• 27 For the Logit model, results were obtained using nonlinear two-stage least-squares5. For the Tobit model, maximum-likelihood results were obtained for the double-truncated model. As can be seen from Table 3, the average per capita income variable (PI) is statistically significant indicating the significance of demand similarities or capital-labor ratio in generating IIT in banking services between the US an her trading partners. This result is consistent with the findings of Stone and Lee (1995) and Nilsson (1999). The difference in education in finance variable is also statistically significant with the expected negative sign indicating that not only is “factor endowment” a contributor to the volume of IIT in banking services but also this result indicates that the traditional trade theory based on the Ricardian-Heckscker-Ohlin (R-H-O) can also explain the presence of IIT and hence the underlying trade theory of IIT is consistent with the traditional trade theory of comparative advantage. 5 6. For the Logit model, the Generalised Method of Moments (GMM) has also been applied. However, as the GMM results were not very different to the two-stage least-squares model, due to the apparent absence of measurement error in the data used in this study, the empirical results of this model are not reported here.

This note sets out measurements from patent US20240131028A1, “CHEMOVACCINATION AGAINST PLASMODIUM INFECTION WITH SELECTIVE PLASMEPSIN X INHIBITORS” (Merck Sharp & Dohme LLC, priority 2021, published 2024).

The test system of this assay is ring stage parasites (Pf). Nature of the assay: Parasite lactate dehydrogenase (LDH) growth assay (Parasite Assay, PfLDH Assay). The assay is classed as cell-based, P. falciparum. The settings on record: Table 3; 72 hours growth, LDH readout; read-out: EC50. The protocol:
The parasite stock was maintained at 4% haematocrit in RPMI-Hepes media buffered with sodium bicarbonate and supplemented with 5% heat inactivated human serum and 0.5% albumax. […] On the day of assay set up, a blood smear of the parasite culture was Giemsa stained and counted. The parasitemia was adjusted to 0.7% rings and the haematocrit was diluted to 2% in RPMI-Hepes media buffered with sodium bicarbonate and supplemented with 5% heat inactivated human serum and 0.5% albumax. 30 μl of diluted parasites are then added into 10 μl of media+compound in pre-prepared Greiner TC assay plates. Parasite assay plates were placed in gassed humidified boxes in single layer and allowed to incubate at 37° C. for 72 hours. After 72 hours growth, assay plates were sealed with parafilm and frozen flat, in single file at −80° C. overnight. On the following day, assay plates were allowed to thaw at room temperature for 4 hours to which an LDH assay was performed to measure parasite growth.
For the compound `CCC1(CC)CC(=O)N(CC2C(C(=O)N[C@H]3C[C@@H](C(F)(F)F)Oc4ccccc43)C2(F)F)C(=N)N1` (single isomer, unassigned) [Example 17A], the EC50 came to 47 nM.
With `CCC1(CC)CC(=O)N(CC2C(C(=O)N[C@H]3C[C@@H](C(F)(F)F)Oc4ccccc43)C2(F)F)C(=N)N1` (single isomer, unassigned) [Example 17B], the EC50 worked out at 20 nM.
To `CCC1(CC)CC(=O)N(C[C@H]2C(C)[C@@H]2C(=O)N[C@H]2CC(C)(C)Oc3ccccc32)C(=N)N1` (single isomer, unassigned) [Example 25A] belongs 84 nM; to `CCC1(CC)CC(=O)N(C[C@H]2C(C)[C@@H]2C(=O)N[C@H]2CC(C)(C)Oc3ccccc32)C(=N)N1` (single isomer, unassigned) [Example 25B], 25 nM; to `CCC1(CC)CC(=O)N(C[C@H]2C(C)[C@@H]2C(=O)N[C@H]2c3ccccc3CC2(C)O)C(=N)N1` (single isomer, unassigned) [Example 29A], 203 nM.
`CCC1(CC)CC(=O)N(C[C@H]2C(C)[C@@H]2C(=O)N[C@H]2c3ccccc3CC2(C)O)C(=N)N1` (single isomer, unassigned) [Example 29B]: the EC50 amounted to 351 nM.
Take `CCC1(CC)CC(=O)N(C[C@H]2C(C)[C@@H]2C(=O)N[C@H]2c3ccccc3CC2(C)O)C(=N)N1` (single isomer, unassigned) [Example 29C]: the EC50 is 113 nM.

• Table 3: The Empirical Results of the US IIT in Banking Services Two Stage Non-Linear Logit Model Two Stage Double Truncated Tobit Variables 1997 1998 1999 1997-9 1997 1998 1999 1997-9 C -1.65 -2.11 -2.45 -1.35 0.10 0.01 -0.04 0.21 (-6.54)*** (-3.26)*** (-8.81)*** (-5.91)*** (1.65) (0.08) (-0.85) (3.88)*** PI 4.35E-03 0.01 7.39E-03 5.80E-03 9.71E-04 2.34E-03 1.47E-03 1.22E-03 (1.51) (3.06)*** (4.27)*** (2.84)*** (1.39) (2.94)*** (3.79)*** (2.29)** SI -0.25 -0.87 -0.2 -0.23 -0.06 -0.21 -0.04 -0.06 (-2.12)** (-4.31)*** (-3.06)*** (-3.43)*** (-2.01)* (-4.68)*** (-3.04)*** (-3.49)*** FF 7.34E-04 1.91E-03 7.73E-04 3.12E-04 1.78E-04 4.50E-04 1.66E-04 6.72E-05 (3.73)*** (3.06)*** (4.79)*** (3.41)*** (3.81)*** (3.08)*** (4.91)*** (3.19)*** AI -5.71E-04 -2.62E-03 -3.06E-04 -1.31E-04 -1.41E-04 -6.23E-04 -6.68E-05 -2.59E-05 (-2.66)** (-3.29)*** (-4.65)*** (-3.88)*** (-2.45)** (-3.35)*** (-4.76)*** (-3.12)*** EI 0.04 0.29 0.03 0.02 0.01 0.07 7.06E-03 3.37E-03 (2.69)** (3.48)*** (3.35)*** (2.35)** (2.45)** (3.53)*** (3.91)*** (1.69)* FI 107.91 515.93 58.43 26.76 26.54 122.82 12.83 5.13 (2.44)** (3.33)*** (4.71)*** (4.33)*** (2.23)** (3.40)*** (4.79)*** (3.48)*** MI -26.33 -81.29 -18.96 -7.03 -6.16 -18.79 -4.4 -1.22 (-1.98)* (-3.00)*** (-3.17)*** (-1.52) (-2.08)** (-3.06)*** (-3.33)*** (-1.15) Adj-R2 0.37 0.37 0.69 0.39 - - - - LL 17.91 17.81 32.1 47.05 18.47 18.2 32.89 47.76 Student-t values are given in parentheses. The asterisks ***,**, and * denote one, five, and ten percent level of significance for two-tail tests. The variables in Table 3 are defined as follow: IIT = the intra-industry trade in banking services measured by equation 1; PI = average per capita income for the US and her trading partners; SI = difference in factor endowment (education in finance) between the US and her trading partners; FF = Multinational corporations' investment in banking services; AI = Trade flows in services between the US multinational corporations and their affiliates in countries in which the US has trade in banking services; EI = Total assets of top 100 largest US banks used as a proxy for the economies of scale of the US banking services; FI = Trade intensity in financial services between the US and her trading partners; MI = Difference in market openness between the US and her trading partners. The statistical significance of the FDI in financial services variable (FF) demonstrates the important role that multinational corporations could play in affecting the volume and the nature of trade in banking services. This empirical result confirms the theoretical trade model in the presence of FDI developed by Markusen and